***As usual, this is not to be taken as legal or formal advice - it's just based on my personal experience and the experiences of others. Use your best judgment and always seek professional advice.
Keep in mind that it's possible for ANY tenant to decide to stop paying or pay late, but your job is to choose the ones that have the least possible risk
The COVID Effect
We've been hearing stories of landlords and property management companies whose late-paying and none-paying tenant rates has increased from around 7-10% to up to 20-30% in April 2020 when COVID hit. That is way too much, even the pre-COVID amount of 7%. These property managers and landlords didn't do the proper screening, they just wanted to stick any tenant in any vacant unit.
With the tenants that I've found for all my clients, every tenant has paid 100% of the time so far, even during COVID. Here's how I've been screening.
Stage 1: Screening the Tenant and Staying Out of Trouble
So, you've listed your unit for rent and you're getting some replies.
Reply to every inquiry with some basic questions - "do you mind telling me a bit about yourself? Who is moving in with you?, etc" and try to get them to open up about themselves. You can't actually demand for a full application upfront or anything obviously, but it might help you get a feel upfront if this tenant will work for you. If it's one person looking to rent out with 6 other buddies in a bachelor unit, it's probably not going to work out.
Ask More Questions During the Showings
It's always important to ask open-ended questions, politely, to get them to tell you about themselves. What I mean by open-ended is something that gets them speaking freely, instead of answering "yes" or "no" questions. Jot them down in your phone when you are done talking with them if they seem like they'll be applying.
Screening the Applications (one of the most important parts)
This one of the most important parts of finding a good tenant, and is a touchy area because there is always some kind of bias in the back of people's minds that could become legal issues. I'll list out what's not allowed to cause you to deny someone in a bit.
When looking at the application, the first thing I like to check for, is to make sure that that they've told me in person and in the pre-screening matches what's in the application. As soon as something doesn't line up, I'd say roughly 40% of the time it's because they're lying. So give them the benefit of the doubt and let them explain, but be more cautious going forward because it's often hard to verify their story. If their income is different from what they've stated before, for example, they might say it's because they got a raise. Ask them for written permission to call their boss.
Make sure their income is satisfactory for the lease. You can't legally use any sort of percent rule (like maximum 50% of the income can be for rent), but if you see on the application that they leased a brand new BMW 7-series and they have a $60,000 debt that costs them $500/month, it's probably a safe bet that their $2000/month income isn't sufficient for your $2500/month condo. Keep in mind other costs they'll be paying, such as utilities, internet, cell phone, tenant's insurance, etc.
Keep an eye out for other details. If they're moving to Toronto but are staying at their full-time job as a janitor in Ottawa, something isn't right. You can't work as a janitor from home.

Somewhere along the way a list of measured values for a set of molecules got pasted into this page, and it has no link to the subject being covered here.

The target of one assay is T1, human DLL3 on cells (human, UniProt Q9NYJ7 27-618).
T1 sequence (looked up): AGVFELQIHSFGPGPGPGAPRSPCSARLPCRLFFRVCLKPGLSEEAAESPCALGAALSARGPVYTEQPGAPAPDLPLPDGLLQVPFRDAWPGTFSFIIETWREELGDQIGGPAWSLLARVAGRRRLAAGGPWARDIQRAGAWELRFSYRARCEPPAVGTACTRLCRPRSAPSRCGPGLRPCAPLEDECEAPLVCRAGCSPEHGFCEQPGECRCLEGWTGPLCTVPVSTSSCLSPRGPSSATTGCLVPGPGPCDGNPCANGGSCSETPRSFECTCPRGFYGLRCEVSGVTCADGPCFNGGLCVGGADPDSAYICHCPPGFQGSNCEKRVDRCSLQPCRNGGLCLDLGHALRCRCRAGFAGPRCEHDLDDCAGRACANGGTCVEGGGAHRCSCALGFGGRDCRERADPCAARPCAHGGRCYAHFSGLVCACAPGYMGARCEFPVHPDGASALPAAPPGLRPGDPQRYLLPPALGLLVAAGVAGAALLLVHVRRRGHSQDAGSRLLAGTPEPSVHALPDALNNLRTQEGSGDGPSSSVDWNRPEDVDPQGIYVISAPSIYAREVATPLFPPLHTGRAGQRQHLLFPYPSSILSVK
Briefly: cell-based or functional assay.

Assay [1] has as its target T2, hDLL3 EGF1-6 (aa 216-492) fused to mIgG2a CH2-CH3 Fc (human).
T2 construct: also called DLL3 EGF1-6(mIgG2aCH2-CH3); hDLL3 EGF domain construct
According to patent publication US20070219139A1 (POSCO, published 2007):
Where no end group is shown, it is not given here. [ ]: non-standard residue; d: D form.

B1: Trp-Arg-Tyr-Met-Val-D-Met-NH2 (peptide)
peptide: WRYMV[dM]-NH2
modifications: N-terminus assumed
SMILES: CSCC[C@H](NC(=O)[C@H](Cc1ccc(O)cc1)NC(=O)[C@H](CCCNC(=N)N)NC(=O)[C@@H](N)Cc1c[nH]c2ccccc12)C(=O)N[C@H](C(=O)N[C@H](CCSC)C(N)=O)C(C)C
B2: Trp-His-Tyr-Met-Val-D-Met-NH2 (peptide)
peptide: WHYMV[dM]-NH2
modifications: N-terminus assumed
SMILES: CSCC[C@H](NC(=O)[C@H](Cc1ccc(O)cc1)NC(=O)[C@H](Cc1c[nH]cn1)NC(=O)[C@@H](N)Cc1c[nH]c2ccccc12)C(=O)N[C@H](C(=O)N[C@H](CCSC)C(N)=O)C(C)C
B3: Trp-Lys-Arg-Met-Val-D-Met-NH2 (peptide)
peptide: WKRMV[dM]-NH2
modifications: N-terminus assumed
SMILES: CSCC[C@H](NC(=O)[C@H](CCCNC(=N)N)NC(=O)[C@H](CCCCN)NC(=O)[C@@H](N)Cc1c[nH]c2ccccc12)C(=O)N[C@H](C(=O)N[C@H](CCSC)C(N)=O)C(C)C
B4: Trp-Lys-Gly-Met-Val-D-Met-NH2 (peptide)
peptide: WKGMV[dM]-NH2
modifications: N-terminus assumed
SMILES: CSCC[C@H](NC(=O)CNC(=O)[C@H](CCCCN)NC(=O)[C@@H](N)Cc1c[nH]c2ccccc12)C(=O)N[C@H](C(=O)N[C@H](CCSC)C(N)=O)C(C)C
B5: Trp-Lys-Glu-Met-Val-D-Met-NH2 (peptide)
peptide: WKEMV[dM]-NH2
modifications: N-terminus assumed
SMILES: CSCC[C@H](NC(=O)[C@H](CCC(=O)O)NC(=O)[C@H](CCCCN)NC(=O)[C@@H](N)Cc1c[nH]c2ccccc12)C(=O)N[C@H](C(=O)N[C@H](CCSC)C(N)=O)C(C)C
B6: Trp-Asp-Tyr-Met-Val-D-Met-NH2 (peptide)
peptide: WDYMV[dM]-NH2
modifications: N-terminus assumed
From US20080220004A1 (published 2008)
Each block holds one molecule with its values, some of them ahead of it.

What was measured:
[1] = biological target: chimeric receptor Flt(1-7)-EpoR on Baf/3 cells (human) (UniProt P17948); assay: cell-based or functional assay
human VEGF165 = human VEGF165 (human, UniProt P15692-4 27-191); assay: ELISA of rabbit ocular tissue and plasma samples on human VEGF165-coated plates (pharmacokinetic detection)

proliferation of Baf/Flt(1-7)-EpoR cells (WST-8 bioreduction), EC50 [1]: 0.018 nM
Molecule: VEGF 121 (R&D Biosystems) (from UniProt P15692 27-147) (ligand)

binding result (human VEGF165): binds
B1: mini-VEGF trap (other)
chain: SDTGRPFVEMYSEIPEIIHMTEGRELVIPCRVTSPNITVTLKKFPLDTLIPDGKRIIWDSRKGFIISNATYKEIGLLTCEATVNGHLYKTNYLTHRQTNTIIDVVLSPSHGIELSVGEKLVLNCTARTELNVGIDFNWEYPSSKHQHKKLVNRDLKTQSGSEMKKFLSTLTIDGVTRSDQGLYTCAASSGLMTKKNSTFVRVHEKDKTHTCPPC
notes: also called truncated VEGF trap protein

In terms of their employment, I find that a relatively easy way to find out if they work there sometimes is to look up their employing company site and look at the "Our Team" section to find their name there, since it's open to the public and not violating any privacy laws. Otherwise, ask the tenant permission to call/email their employer to confirm.
Regarding the last place or two of residence, it's tricky because the tenant could have put down their friend's contact info, and you wouldn't know. A good way to confirm that they lived at the address they stated on the application is to view the credit report, such as from Equifax.
There are a ton of other things that I can keep explaining that will take a long time, but basically, cross reference as much as you can, and make sure all the puzzle pieces fit together. It would also be best to get a professional to have a look for a second set of eyes, such as a property manager, because going through 20 applications can make you miss a few details.
Regarding what you cannot legally use to make your decisions when screening a tenant in Ontario are: religion, ethnicity, sexual orientation, disabilities, citizenship status, etc. - so basically anything that would be considered a violation of the human rights code and discrimination. Even if you do have a partial bias in the back of your mind for whatever reason, make sure you have a main reason that is legal, and only state that.
What Is Requested With the Applications
What we usually ask for is a credit report. Go through the whole report to make sure there are no recurring late payments, even if the score is somewhat good. We prefer to get the reports ourselves, which requires their signed permission, but costs us money - $25 I believe. Some landlords pay it themselves and some charge the tenant, if they agree. If the score is bad, it's best to not listen to the sob stories and let another landlord take on that risk. If they do NOT have a credit history, that's not a bad thing. It just means they haven't had credit in Canada yet because they just moved here, or perhaps prefer not to have any debt.
Next up is proving income. For employed people, we ask for 4 recent paystubs, so we can see how big the fluctuations are in income. If it's self-employed people, we look at 2 years of tax returns, to see if the business is failing, afloat, or doing alright. If it's someone on an assistance plans, we request formal proof such as a letter that shows how much they're getting and tax statements to confirm that.